Just a week before the first crew took up residency on the International Space Station 20 years ago, NASA's 100th space shuttle mission landed back on Earth. To celebrate that milestone, the space agency's employee morale organization distributed a special Snoopy doll, clad in a spacesuit, that recognized the "Peanuts pooch ... as a symbol of excellence for the human space flight program."
Two decades later, the comic strip beagle is back at work at NASA, promoting crew safety on a new series of posters that commemorate 20 years of humans on the space station.
"The Snoopy character continues to support [the] themes of safety and mission success for the SFA program," Alotta Taylor, manager of NASA's Space Flight Awareness (SFA) program, said for an article about the new posters in Johnson Space Center's (JSC) employee newsletter.
The four SFA posters feature illustrations of Snoopy at the International Space Station (ISS), each with a different message for employees. On one, for example, Snoopy is depicted floating inside the Cupola as the Earth below fills the view through the module's many windows. Underneath the scene is written, "Happiness is: Keeping our crews safe — from launch to landing."
Another of the posters shows Snoopy inside the orbital laboratory, with a view looking down the length of the station. The message to workers reads, "One team, one mission: Leading discovery, improving life on Earth."
A third design has the Charles Schulz character set against a simplified backdrop with the words, "For the benefit of all."
Lastly, the fourth poster features a spacesuited Snoopy performing a spacewalk outside of the ISS and reads, "Mission success is in your hands."
"We looked at our basic message pillars for the ISS and pulled from that," said Dylan Mathis, a communications manager for the space station program. "The main pillar I'm referring to is Benefits to Humanity (Space Laboratory). The others are really a throwback to the shuttle era of safety and teamwork."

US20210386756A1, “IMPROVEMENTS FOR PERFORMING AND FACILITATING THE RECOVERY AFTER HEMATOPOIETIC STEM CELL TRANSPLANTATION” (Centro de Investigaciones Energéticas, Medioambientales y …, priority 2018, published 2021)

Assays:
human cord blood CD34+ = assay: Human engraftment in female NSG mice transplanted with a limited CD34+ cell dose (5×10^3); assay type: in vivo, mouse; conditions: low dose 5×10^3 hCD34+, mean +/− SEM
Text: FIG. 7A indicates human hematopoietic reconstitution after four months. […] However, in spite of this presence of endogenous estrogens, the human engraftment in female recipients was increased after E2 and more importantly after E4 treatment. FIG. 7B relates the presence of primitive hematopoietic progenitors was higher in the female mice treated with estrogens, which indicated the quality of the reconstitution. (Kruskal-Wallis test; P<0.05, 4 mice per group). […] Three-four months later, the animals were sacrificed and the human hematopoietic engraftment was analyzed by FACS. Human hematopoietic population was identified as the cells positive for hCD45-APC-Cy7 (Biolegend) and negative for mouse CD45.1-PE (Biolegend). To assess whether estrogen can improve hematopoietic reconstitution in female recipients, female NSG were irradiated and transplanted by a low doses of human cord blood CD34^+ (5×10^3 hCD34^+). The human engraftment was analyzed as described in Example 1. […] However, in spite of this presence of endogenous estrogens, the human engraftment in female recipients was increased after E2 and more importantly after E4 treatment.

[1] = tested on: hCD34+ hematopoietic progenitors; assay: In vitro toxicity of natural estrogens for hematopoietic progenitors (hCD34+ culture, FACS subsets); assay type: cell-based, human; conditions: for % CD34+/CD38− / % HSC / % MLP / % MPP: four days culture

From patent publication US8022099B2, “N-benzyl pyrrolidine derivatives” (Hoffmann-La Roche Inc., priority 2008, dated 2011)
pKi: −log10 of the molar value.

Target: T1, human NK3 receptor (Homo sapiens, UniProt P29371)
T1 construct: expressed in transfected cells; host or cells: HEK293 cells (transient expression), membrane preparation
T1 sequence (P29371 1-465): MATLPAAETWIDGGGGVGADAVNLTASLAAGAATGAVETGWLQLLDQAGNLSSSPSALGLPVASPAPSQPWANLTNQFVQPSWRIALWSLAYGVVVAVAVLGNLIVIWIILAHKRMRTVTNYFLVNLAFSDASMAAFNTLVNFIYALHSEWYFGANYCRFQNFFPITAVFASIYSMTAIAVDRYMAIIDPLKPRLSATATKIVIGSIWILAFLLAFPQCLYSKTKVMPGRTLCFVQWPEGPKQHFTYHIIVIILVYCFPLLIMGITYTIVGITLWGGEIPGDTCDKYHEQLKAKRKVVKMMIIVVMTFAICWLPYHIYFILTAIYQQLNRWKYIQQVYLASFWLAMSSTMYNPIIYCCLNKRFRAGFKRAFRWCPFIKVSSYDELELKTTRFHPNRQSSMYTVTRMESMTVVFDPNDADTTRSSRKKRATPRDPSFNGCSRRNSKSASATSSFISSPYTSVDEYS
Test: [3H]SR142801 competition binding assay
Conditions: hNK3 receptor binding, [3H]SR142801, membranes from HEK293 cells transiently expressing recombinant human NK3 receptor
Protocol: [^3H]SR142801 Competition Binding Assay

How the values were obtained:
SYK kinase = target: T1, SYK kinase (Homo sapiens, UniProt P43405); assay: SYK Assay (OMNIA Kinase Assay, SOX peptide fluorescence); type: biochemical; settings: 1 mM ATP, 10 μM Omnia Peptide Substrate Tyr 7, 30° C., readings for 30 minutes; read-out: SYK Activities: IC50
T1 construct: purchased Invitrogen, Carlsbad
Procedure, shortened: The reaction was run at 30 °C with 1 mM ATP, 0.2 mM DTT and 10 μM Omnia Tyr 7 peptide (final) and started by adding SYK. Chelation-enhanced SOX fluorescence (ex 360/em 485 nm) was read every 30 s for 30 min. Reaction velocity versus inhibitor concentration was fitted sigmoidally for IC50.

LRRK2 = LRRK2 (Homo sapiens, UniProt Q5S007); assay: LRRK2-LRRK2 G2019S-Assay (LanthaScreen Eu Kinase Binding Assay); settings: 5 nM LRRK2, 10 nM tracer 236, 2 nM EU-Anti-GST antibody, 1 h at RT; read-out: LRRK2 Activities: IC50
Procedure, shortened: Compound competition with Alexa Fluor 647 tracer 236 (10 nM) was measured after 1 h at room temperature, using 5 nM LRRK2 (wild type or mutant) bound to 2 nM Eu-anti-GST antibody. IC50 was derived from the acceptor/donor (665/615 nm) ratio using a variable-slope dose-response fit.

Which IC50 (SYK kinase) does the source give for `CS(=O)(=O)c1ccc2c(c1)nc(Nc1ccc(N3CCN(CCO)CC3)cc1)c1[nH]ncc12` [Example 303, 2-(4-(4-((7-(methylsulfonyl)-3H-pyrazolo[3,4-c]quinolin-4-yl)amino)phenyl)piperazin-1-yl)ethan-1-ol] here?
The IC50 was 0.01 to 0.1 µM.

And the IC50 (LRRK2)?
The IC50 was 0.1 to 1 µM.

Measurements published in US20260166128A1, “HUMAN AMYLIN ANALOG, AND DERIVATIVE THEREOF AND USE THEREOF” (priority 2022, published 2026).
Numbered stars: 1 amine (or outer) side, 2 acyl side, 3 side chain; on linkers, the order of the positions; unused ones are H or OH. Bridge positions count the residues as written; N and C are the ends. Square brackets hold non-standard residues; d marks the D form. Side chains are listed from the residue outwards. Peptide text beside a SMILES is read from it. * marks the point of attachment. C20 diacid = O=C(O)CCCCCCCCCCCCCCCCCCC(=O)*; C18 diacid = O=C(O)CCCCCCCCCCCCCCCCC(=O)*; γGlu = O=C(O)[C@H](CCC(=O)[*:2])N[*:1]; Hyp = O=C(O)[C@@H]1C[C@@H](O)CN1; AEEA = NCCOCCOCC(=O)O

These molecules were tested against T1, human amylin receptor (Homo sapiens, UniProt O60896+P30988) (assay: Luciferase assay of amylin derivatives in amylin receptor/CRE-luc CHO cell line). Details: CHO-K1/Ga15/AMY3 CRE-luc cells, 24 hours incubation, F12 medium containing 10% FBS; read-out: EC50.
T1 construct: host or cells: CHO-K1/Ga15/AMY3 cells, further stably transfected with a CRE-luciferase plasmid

All four posters include the Space Flight Awareness logo and the commemorative insignia designed for 20 years on the International Space Station.
The station's first crew, called Expedition 1, launched on Oct. 31, 2000, and began living on the ISS two days later. NASA astronaut Bill Shepherd and cosmonauts Sergei Krikalev and Yuri Gidzenko of Russia's space agency Roscosmos spent 141 days in orbit before handing off the space station to its next crew. Since then, 241 people have served on 64 expedition crews as residents aboard the complex.
Snoopy has served as a mascot at NASA since 1968. During the Apollo, Skylab and space shuttle programs, similar posters were displayed at NASA facilities across the U.S. to remind employees that the astronauts' lives were their collective responsibility. The Silver Snoopy Award was created to recognize team members who made exceptional contributions to flight safety and mission success.
In 2018, Snoopy and the Peanuts gang gained an additional role at NASA, helping to promote NASA's deep space exploration missions and its on-going efforts to engage students in science, technology, engineering and mathematics (STEM) activities. The new partnership led to the characters highlighting NASA's programs in the form of a McDonald's Happy Meal, a giant balloon in Macy's Thanksgiving Day Parade and in a new animated series, "Snoopy in Space," on the Apple TV+ streaming service.
Concurrently, Snoopy continues to be a symbol for safety at NASA's centers, as demonstrated by the ISS posters. The products that NASA develops in partnership with Peanuts are generally confined to in-person releases to make sure they reach the NASA workforce.
The "ISS 20 Years" Snoopy posters (and smaller size lithographs) were given out to Johnson employees and alumni on Thursday (Oct. 29), through a drive-through distribution at the Houston center.
"Virtually or in person, the team hopes that this series will remind the workforce of the wonders of space and the human achievement of 20 years on the International Space Station," the Space Flight Awareness program said.
Click through to collectSPACE to see all four Space Flight Awareness Snoopy posters.
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